These parameters apply for either Ethernet or PPP data link connections to the network. Parameters for each of the four logical ports per network physical interface (example shown only for Port 1):

  • NET_P1_TYPE: Type can be disabled (0), UDP Client (1), UDP Server (2), TCP Client (3), or TCP Server(4). For the two client types a valid destination IP address must be set. For the two server types either or the autopilot’s local IP address can be used. The UDP client type will use broadcast if the IP is set to and will use UDP multicast if the IP is in the multicast address range. A reboot is required to see the following parameters once the TYPE is set.

  • NET_P1_IP0, NET_P1_IP1, NET_P1_IP2, NET_P1_IP3:IP address for outgoing packets from Clients. Can be or the autopilot’s IP address for Servers. A reboot is required after changing.

  • NET_P1_PORT: This is the TCP or UDP port number. Reboot required after changing.

  • NET_P1_PROTOCOL: This registers this port with the ArduPilot Serial Manager as having a device attached which uses the specified protocol. This allows ArduPilot to use the data as if it had come from a UART attached device or connection. A reboot is required after changing.

The figure below shows a typical single device setup for an Ethernet gimbal.


The figure below shows a typical vehicle system with multiple peripherals and an optional ground-based connection to a factory network for data retrieval and vehicle setup.


Server or Client?

The choice of client or server is determined by the capabilities of the device being connected. If it is a TCP server, then ArduPilot’s port should be a TCP Client. If its a UDP Client, then ArduPilot would be a UDP Server.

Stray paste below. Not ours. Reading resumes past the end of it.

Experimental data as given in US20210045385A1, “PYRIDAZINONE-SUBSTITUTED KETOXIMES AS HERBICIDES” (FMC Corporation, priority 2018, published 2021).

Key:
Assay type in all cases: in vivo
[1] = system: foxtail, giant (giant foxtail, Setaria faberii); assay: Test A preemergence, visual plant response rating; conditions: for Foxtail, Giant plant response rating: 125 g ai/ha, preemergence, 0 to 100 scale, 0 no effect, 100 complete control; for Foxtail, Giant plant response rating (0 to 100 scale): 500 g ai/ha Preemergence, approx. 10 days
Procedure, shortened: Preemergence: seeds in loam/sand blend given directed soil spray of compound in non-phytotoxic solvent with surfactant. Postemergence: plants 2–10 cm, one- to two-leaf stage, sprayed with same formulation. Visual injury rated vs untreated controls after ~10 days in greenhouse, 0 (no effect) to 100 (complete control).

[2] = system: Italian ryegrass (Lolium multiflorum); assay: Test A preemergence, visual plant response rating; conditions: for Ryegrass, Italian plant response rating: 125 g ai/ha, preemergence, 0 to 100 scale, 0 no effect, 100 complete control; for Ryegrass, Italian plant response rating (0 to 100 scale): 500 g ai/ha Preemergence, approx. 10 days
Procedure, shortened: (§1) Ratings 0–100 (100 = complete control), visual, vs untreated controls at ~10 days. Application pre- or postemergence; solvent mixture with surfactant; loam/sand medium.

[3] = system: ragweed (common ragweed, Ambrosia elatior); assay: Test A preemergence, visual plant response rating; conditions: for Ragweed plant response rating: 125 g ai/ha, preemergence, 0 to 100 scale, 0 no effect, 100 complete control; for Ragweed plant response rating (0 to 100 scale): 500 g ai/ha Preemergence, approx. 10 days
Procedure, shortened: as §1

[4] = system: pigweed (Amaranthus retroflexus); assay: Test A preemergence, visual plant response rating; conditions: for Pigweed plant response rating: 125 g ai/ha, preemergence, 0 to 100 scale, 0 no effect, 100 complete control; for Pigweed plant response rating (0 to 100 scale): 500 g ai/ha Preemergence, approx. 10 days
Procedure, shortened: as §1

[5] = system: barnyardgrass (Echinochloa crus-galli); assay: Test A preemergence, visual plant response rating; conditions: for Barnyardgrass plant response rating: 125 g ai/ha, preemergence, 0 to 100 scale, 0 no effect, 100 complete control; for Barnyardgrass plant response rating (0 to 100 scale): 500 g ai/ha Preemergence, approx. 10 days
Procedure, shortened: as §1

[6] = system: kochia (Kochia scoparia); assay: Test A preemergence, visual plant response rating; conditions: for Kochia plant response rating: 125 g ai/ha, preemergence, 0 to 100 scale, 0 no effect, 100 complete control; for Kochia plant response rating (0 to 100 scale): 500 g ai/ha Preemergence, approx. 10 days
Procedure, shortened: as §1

In general if a device is a controllable object to the autopilot, it would be a server, always listening for commands (ESC, Gimbal,etc.). If a continuous data stream (like an airspeed sensor), it would probably be a client, able to send data without inquiry.


Network access to LUA scripts is provided with several socket style bindings (search for “socket”) that allows the script to connect and manage UDP or TCP data flow to the network from the script.

An example script implementing a simple web server application on the autopilot which allows access to the SD card (for rapid log downloading), and access to autopilot state(arming and GPS/AHRS location in this example) is available here and its readme file here

Running the Webserver Script Under SITL

Resulting web page


Connecting to Webserver via Network Attached Autopilot

In order to connect an autopilot running the webserver to the local network to allow other PCs to access the server:

  • connect autopilot to the local network (directly or via Ethernet switch)

  • make sure NET_IPADDR is an address within the local network range or use the network DHCP server to set it if using the Ethernet interface. For PPP configurations the connected PPP access peripheral should be already setup for network operation as required, and its PPP daemon should have an arp proxy runniing.

  • connect local webrowser to “http://<NET_IPADDR>:8080” (note: type exactly as shown… “https://” will not work)

Cable Adapters, Cabling, and Wiring

Most Ethernet devices are interconnected with CAT5(or higher) cables with RJ-45 connectors. These connectors are obviously too bulky for use on an autopilot or vehicle Ethernet switches. Instead 4 or 5 pin JST-GH or Picoblade connectors are used. Therefore, cable adapters such as the BotBox adapter , or other RJ45 breakout boards, need to be used if connecting from them to classic RJ45 interfaces.

Using full CAT5 cables to interconnect vehicle components for longer runs may be required, but runs 1-2 meters or less can be done with two twisted pairs of 22-24 AWG wire. Runs from autopilot to switch and to peripherals may all be implemented with short twisted pair runs and JST-GH/Picoblade connectors.

Example Ethernet Connected Vehicle System